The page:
Change is, say it with me, inevitable. This holds particularly true within the world of music. How many bands out there have only original members? Hell, how many have mostly original members? Vocalists, guitar players, drummers, bassists…they all come and go as time goes along. Changing circumstances, waning interests, or just personality clashes all lead to bands shifting lineups and bringing in new members. A lot of times that switch is acrimonious between band members and rough on the fanbase. With Suffocation and Ricky Myers, that is anything but the case.
Myers, who is also the drummer and co-founder of Disgorge, has been filling in live with Suffocation since the mid 2010s. In 2019, he was asked to join as a full-time member, replacing a retiring Frank Mullen, who gave Myers his blessing on the way out. For the band, the switch was an easy and natural one since Myers had more than proven his live chops doing vocals with the band on tour for years. Now, with festivals and a new headlining tour on the horizon, Myers and the band are putting the finishing touches on his first album with the group. I recently caught up with Myers over Zoom to talk about his career in music and what fans have to look forward to in the next year or so.
How long have you been into death metal and what got you into it?
Ricky: Actually, since I was a kid. It just started out with Sepultura and then from there, it went on and got heavier and heavier. I just got into more brutal shit.
Sepultura was your first extreme band?
Ricky: Well I mean Slayer would be, you know. Metallica, Slayer, and then Sepultura. Then after that I got Obituary, Deicide, shit just went from there.
How did you get into playing drums?
Ricky: Actually, that was by accident. I went over to play guitar at one of my friend’s houses and asked if I could play his drum set. I got on and I could play right away without ever playing before. I picked a drum set up after then and just never stopped.
How did you get into doing vocals?
Ricky: Actually, I would do the pre-production for some of the Disgorge stuff. I would write the lyrics and stuff like that so I came across that and then Derek (Boyer) and them heard it, from Suffocation, and asked me if they sent me a song if I would try to do a song on it.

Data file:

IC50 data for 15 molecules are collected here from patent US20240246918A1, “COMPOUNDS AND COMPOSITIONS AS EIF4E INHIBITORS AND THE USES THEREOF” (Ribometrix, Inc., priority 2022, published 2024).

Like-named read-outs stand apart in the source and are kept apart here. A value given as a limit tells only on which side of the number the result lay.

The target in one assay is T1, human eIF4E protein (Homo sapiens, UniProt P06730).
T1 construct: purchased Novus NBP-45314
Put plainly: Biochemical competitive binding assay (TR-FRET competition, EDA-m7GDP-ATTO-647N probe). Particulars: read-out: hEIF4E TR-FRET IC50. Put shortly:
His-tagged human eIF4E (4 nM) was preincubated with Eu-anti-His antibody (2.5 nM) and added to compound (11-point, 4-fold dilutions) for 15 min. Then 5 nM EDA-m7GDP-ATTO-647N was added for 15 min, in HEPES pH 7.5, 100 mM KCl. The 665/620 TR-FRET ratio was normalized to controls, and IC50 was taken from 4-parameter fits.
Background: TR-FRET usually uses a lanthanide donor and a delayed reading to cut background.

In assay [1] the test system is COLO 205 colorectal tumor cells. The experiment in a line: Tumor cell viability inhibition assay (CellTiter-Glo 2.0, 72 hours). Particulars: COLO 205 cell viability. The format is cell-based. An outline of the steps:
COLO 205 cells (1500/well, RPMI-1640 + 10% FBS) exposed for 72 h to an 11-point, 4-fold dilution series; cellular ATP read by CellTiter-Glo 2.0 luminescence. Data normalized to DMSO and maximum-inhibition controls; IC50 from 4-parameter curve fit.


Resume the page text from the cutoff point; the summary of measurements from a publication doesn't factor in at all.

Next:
Was Disgorge your first band or did you play in any bands prior to that one?
Ricky: That was my first band, I was 17. Basically from there, that was it. I’ve done Disgorge my whole life and just did a few things here and there with Cinerary and stuff like that and then now Suffocation.
How did Disgorge get started?
Ricky: Me, Tony Freithoffer, and Brian Ugartechea in high school just started listening to Cannibal Corpse and stuff and were like, let’s start a band. I had just started playing drums actually at the time, came up with Disgorge, found it in the dictionary when I was in school and shit, and went from there.
You just saw the name and said that sounds extreme enough?
Ricky: Yeah, to violently vomit. I was just like, “Yeah, that’s pretty brutal (laughs).”
What’s the music writing process like in Disgorge?
Ricky: It’s mostly just me and Diego. We just feed off each other. I’ll hum rhythms to him and shit like that, if I have something in my head, and he takes it from there. We just write like that.
What was it like to record that first album, Cranial Impalement?
Ricky: Nerve wracking. We were so into it though that we just wanted to get it out at the time. It was a while back. It’s a lot to try and remember that (laughs). I just remember it was special for us, for sure.
Were you happy with the debut?
Ricky: Yeah, I’m very happy with that one.
What did you learn from the process that you took to future recordings?
Ricky: Practice. You need a lot of practice in the studio. The microphone picks up everything, it doesn’t lie. We didn’t do editing or shit like that. Nowadays you can edit fucking everything but back in the day we would just do one take through and what we got was what we got.
Yeah now people record it and can spend forever dicking around with it.
Ricky: Right, yep. Doctoring, editing, dragging, and shit.
The way you guys did it probably feels like a more honest process.
Ricky: Yeah from there we were just like “If you can’t play it live, don’t play it.” That’s how we felt when we recorded it.
Did you do all the Disgorge albums that way?
Ricky: Yep, all the Disgorge we played straight through.
How do you think the band has evolved over your run?
Ricky: I think we got more intricate, more thought (out). As a band, we just grew. The more you play, the better you’re gonna get all the time and we played constantly. I just feel we got better as musicians.
What was the scene like out there when you were starting out?
Ricky: There wasn’t a lot of scene in San Diego. There was a small scene but mostly L.A. and stuff like that. We’d have to travel to go play. It seemed like everywhere else was big except for where we were at.
Was that hard starting out with a weaker local scene?